The latest food advertisement to hit Greek television:
Kikitsa, Pagona, Efterpi and Marigo (old-fashioned women's village names) are dressed in the typical middle-aged style of rural peasants. They are not as innocent as they look; they are the recipe guardians, keepers of the most well-guarded secret recipes of the Greek countryside. "And now here's the new series of traditional Greek salads by Hellmann, a taste of mama's taramosalata (from Macedonia), red pepper spread (Prespes), fava (Santorini), and melitzanosalata (I couldn't read the placename)."
This ad follows a series of older commercials where the same lovely lasses in the new advertisement are shown in their village kitchens making sushi ("the young ones are coming up for the weekend, so I thought I'd cook something for them") and chili con carne (a Greek mama runs to catch the long distance bus, shouting out to the driver: "Wait for me please! I want the children to eat it as fresh as possible"), sushi and chili con carne being the most unlikely candidates in a Greek mama's kitchen.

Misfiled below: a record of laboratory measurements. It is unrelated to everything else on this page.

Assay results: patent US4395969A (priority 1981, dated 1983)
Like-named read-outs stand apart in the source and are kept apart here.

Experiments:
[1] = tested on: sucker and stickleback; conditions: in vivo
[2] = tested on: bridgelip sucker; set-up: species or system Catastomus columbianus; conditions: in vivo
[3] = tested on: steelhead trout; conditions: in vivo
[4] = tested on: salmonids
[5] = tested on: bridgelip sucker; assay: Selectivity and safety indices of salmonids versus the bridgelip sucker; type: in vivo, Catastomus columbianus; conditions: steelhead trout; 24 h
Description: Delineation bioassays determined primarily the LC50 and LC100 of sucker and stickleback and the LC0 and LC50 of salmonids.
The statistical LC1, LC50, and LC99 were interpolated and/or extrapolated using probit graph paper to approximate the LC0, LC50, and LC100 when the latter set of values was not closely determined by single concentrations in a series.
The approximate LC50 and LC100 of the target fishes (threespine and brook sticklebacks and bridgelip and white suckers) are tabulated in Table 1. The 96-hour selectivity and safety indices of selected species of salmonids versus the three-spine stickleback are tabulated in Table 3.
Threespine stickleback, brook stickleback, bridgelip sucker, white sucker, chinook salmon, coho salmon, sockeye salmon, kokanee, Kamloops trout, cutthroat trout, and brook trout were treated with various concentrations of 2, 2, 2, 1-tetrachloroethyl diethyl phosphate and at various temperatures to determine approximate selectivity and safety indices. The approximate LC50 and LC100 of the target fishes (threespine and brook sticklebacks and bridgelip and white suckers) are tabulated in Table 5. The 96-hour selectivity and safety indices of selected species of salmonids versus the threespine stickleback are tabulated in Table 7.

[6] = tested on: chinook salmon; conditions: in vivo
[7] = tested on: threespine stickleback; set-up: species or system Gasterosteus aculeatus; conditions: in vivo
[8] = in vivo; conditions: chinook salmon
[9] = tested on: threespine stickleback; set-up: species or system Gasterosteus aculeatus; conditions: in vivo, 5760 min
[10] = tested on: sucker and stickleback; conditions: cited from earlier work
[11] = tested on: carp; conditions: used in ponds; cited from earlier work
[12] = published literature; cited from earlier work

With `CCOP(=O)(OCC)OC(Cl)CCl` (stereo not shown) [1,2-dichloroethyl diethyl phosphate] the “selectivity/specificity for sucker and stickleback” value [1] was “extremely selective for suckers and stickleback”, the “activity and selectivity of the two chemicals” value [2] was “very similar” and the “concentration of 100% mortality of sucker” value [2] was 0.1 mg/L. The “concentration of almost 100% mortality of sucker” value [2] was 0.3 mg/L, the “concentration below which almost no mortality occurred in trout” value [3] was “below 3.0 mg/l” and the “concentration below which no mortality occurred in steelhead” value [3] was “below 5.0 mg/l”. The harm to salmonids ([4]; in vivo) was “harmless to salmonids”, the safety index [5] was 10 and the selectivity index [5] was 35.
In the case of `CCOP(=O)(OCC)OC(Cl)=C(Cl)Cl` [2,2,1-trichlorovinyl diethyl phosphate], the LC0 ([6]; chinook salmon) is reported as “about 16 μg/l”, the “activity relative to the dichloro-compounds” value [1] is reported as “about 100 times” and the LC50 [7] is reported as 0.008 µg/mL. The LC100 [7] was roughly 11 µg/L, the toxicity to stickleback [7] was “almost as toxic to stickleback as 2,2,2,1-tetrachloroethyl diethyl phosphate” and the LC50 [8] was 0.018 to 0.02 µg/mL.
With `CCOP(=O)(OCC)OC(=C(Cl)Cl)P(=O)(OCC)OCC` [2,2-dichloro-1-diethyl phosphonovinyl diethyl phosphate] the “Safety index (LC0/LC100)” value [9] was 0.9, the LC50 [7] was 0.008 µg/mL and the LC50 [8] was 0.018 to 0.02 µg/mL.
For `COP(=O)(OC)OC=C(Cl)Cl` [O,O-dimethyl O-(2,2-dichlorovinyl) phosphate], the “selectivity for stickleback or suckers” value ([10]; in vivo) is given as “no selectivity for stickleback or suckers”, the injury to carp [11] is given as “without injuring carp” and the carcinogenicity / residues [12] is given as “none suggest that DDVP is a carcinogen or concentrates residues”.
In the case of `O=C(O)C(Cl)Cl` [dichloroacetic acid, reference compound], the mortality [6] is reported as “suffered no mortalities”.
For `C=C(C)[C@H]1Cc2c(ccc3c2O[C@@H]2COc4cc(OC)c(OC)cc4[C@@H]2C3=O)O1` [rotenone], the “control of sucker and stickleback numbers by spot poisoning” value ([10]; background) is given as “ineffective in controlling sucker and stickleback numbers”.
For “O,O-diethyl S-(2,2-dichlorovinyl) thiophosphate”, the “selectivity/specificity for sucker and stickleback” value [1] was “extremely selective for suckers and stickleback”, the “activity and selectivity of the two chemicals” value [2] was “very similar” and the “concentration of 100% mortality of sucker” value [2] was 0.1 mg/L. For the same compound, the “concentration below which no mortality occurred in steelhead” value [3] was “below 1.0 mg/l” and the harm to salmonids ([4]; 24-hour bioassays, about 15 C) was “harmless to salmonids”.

If you think Greece is all about sun, sea and sand, look carefully at the commercial; the women's appearance and clothing is very typical of Greek rural life in 2009. It may be an aspect you don't often see as a tourist coming to Crete or any other part of Greece on a summer holiday. Women that look and dress just like them are a part of my daily life. Kikitsa looks very much like my mother-in-law, Pagona resembles one of my neighbours, Efterpi looks a little like the old ladies that have moved away from the village and into the town to be close to their offspring, while Marigo, the one that impresses me most, reminds me of all the women I see on an everyday basis on the street just outside my house, carrying buckets, a hoe, maybe a chicken that they'd killed, some horta, weedy greens for the rabbits, a few as they make their way from their home to the field, maybe to milk the sheep or collect the eggs from the chicken coop, tending the flora and fauna on their patch of earth.
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